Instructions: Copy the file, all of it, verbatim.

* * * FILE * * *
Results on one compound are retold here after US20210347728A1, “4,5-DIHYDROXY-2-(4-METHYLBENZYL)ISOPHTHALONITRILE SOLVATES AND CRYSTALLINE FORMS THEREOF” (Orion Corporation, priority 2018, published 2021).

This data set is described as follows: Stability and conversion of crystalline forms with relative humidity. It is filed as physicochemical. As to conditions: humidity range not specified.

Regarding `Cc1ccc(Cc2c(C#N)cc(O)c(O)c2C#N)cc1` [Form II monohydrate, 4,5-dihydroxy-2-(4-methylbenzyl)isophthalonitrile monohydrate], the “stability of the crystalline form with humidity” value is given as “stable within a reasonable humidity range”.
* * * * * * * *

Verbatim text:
Results on one compound are retold here after US20210347728A1, “4,5-DIHYDROXY-2-(4-METHYLBENZYL)ISOPHTHALONITRILE SOLVATES AND CRYSTALLINE FORMS THEREOF” (Orion Corporation, priority 2018, published 2021).

This data set is described as follows: Stability and conversion of crystalline forms with relative humidity. It is filed as physicochemical. As to conditions: humidity range not specified.

Regarding `Cc1ccc(Cc2c(C#N)cc(O)c(O)c2C#N)cc1` [Form II monohydrate, 4,5-dihydroxy-2-(4-methylbenzyl)isophthalonitrile monohydrate], the “stability of the crystalline form with humidity” value is given as “stable within a reasonable humidity range”.